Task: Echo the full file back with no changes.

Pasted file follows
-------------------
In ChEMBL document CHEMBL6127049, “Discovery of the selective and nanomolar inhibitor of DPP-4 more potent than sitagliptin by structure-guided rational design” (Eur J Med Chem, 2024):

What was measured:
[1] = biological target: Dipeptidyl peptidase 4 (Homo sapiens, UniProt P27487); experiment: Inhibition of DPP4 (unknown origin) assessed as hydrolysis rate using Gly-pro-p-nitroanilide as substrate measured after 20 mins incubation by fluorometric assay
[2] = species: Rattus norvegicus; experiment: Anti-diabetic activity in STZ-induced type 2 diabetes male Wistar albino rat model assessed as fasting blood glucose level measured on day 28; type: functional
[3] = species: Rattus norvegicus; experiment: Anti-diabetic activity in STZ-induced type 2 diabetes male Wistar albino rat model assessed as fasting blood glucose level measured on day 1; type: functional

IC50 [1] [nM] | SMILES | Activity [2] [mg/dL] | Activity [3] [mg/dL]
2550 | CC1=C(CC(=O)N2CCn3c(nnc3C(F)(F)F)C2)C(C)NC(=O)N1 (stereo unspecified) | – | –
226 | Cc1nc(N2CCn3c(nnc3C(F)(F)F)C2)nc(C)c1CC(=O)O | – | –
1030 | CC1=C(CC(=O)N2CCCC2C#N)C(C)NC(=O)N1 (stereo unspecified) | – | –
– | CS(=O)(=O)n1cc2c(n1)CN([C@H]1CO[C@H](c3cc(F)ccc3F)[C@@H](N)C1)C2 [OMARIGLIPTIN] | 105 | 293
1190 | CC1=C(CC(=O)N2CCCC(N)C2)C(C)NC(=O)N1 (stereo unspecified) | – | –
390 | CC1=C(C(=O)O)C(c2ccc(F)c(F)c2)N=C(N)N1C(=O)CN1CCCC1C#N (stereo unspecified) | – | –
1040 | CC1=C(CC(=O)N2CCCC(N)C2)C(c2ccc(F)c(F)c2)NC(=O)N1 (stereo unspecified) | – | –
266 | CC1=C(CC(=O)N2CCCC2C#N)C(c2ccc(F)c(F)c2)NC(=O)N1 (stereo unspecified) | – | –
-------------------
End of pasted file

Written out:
In ChEMBL document CHEMBL6127049, “Discovery of the selective and nanomolar inhibitor of DPP-4 more potent than sitagliptin by structure-guided rational design” (Eur J Med Chem, 2024):

What was measured:
[1] = biological target: Dipeptidyl peptidase 4 (Homo sapiens, UniProt P27487); experiment: Inhibition of DPP4 (unknown origin) assessed as hydrolysis rate using Gly-pro-p-nitroanilide as substrate measured after 20 mins incubation by fluorometric assay
[2] = species: Rattus norvegicus; experiment: Anti-diabetic activity in STZ-induced type 2 diabetes male Wistar albino rat model assessed as fasting blood glucose level measured on day 28; type: functional
[3] = species: Rattus norvegicus; experiment: Anti-diabetic activity in STZ-induced type 2 diabetes male Wistar albino rat model assessed as fasting blood glucose level measured on day 1; type: functional

IC50 [1] [nM] | SMILES | Activity [2] [mg/dL] | Activity [3] [mg/dL]
2550 | CC1=C(CC(=O)N2CCn3c(nnc3C(F)(F)F)C2)C(C)NC(=O)N1 (stereo unspecified) | – | –
226 | Cc1nc(N2CCn3c(nnc3C(F)(F)F)C2)nc(C)c1CC(=O)O | – | –
1030 | CC1=C(CC(=O)N2CCCC2C#N)C(C)NC(=O)N1 (stereo unspecified) | – | –
– | CS(=O)(=O)n1cc2c(n1)CN([C@H]1CO[C@H](c3cc(F)ccc3F)[C@@H](N)C1)C2 [OMARIGLIPTIN] | 105 | 293
1190 | CC1=C(CC(=O)N2CCCC(N)C2)C(C)NC(=O)N1 (stereo unspecified) | – | –
390 | CC1=C(C(=O)O)C(c2ccc(F)c(F)c2)N=C(N)N1C(=O)CN1CCCC1C#N (stereo unspecified) | – | –
1040 | CC1=C(CC(=O)N2CCCC(N)C2)C(c2ccc(F)c(F)c2)NC(=O)N1 (stereo unspecified) | – | –
266 | CC1=C(CC(=O)N2CCCC2C#N)C(c2ccc(F)c(F)c2)NC(=O)N1 (stereo unspecified) | – | –